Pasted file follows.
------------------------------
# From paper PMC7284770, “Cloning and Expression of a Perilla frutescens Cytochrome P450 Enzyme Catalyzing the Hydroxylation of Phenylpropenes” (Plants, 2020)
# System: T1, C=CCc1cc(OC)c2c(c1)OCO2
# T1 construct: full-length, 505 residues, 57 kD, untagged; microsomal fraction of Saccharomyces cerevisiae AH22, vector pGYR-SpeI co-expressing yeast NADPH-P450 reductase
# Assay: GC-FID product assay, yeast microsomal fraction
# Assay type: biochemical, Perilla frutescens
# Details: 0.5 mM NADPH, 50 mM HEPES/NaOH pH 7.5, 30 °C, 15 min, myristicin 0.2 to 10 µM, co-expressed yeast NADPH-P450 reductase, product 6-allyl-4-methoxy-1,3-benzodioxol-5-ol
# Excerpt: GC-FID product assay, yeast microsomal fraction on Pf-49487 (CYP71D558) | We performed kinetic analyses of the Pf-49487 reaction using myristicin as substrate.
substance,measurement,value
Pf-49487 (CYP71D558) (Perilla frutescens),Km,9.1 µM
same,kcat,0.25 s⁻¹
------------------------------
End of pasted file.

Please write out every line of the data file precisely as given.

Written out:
# From paper PMC7284770, “Cloning and Expression of a Perilla frutescens Cytochrome P450 Enzyme Catalyzing the Hydroxylation of Phenylpropenes” (Plants, 2020)
# System: T1, C=CCc1cc(OC)c2c(c1)OCO2
# T1 construct: full-length, 505 residues, 57 kD, untagged; microsomal fraction of Saccharomyces cerevisiae AH22, vector pGYR-SpeI co-expressing yeast NADPH-P450 reductase
# Assay: GC-FID product assay, yeast microsomal fraction
# Assay type: biochemical, Perilla frutescens
# Details: 0.5 mM NADPH, 50 mM HEPES/NaOH pH 7.5, 30 °C, 15 min, myristicin 0.2 to 10 µM, co-expressed yeast NADPH-P450 reductase, product 6-allyl-4-methoxy-1,3-benzodioxol-5-ol
# Excerpt: GC-FID product assay, yeast microsomal fraction on Pf-49487 (CYP71D558) | We performed kinetic analyses of the Pf-49487 reaction using myristicin as substrate.
substance,measurement,value
Pf-49487 (CYP71D558) (Perilla frutescens),Km,9.1 µM
same,kcat,0.25 s⁻¹